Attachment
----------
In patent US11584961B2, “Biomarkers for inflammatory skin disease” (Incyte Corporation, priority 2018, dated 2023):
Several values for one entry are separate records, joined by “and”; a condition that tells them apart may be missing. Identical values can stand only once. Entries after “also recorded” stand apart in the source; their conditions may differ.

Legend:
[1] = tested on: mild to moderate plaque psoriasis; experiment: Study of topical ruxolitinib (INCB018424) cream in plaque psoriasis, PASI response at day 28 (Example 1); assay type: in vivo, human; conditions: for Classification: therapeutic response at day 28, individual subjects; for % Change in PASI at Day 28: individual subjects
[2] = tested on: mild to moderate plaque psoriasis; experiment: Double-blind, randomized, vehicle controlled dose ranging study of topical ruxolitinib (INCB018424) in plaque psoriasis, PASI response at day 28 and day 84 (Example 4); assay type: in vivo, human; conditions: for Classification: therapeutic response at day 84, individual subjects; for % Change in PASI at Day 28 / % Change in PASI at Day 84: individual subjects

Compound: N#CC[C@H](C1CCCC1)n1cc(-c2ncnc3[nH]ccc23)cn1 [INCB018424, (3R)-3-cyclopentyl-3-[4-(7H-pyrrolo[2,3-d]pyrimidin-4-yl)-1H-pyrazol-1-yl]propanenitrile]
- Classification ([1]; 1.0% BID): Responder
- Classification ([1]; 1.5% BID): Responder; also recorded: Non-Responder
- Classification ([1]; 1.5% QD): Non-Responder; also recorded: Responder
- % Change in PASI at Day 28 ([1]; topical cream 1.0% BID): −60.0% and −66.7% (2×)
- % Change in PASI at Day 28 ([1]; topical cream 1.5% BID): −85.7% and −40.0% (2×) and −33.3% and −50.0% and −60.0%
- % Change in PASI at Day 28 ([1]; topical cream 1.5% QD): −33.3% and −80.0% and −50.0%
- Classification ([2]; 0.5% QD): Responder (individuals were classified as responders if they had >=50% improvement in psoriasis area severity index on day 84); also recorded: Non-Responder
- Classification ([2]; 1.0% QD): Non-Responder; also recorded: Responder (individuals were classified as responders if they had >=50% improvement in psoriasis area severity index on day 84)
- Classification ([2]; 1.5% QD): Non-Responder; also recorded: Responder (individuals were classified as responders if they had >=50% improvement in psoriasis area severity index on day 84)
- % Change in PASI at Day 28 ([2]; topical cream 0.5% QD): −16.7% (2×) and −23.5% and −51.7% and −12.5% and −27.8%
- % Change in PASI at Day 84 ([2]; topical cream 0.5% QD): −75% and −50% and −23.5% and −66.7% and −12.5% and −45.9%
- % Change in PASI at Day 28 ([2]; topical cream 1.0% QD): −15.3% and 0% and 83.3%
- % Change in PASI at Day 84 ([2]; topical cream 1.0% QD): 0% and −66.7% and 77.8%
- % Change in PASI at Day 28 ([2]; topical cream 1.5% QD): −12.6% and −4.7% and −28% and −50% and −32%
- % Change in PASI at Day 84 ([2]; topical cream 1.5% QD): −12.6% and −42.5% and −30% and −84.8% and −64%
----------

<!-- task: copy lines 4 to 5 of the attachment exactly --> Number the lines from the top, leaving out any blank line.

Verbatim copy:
[1] = tested on: mild to moderate plaque psoriasis; experiment: Study of topical ruxolitinib (INCB018424) cream in plaque psoriasis, PASI response at day 28 (Example 1); assay type: in vivo, human; conditions: for Classification: therapeutic response at day 28, individual subjects; for % Change in PASI at Day 28: individual subjects
[2] = tested on: mild to moderate plaque psoriasis; experiment: Double-blind, randomized, vehicle controlled dose ranging study of topical ruxolitinib (INCB018424) in plaque psoriasis, PASI response at day 28 and day 84 (Example 4); assay type: in vivo, human; conditions: for Classification: therapeutic response at day 84, individual subjects; for % Change in PASI at Day 28 / % Change in PASI at Day 84: individual subjects